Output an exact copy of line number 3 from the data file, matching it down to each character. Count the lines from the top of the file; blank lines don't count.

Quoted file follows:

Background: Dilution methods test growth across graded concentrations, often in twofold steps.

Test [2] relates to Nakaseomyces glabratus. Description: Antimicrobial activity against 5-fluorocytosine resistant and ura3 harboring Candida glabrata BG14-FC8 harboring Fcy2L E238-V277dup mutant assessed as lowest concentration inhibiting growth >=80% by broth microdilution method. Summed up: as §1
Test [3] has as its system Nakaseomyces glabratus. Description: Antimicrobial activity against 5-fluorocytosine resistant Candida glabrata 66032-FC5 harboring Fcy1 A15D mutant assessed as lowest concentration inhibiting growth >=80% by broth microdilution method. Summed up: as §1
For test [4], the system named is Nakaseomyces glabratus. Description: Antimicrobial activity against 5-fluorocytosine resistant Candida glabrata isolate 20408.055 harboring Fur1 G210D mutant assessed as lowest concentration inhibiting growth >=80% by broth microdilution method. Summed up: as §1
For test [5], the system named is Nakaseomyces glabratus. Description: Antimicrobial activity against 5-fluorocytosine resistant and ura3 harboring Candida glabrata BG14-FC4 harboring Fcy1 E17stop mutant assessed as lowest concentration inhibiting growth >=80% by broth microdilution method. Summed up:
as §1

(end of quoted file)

Test [3] has as its system Nakaseomyces glabratus. Description: Antimicrobial activity against 5-fluorocytosine resistant Candida glabrata 66032-FC5 harboring Fcy1 A15D mutant assessed as lowest concentration inhibiting growth >=80% by broth microdilution method. Summed up: as §1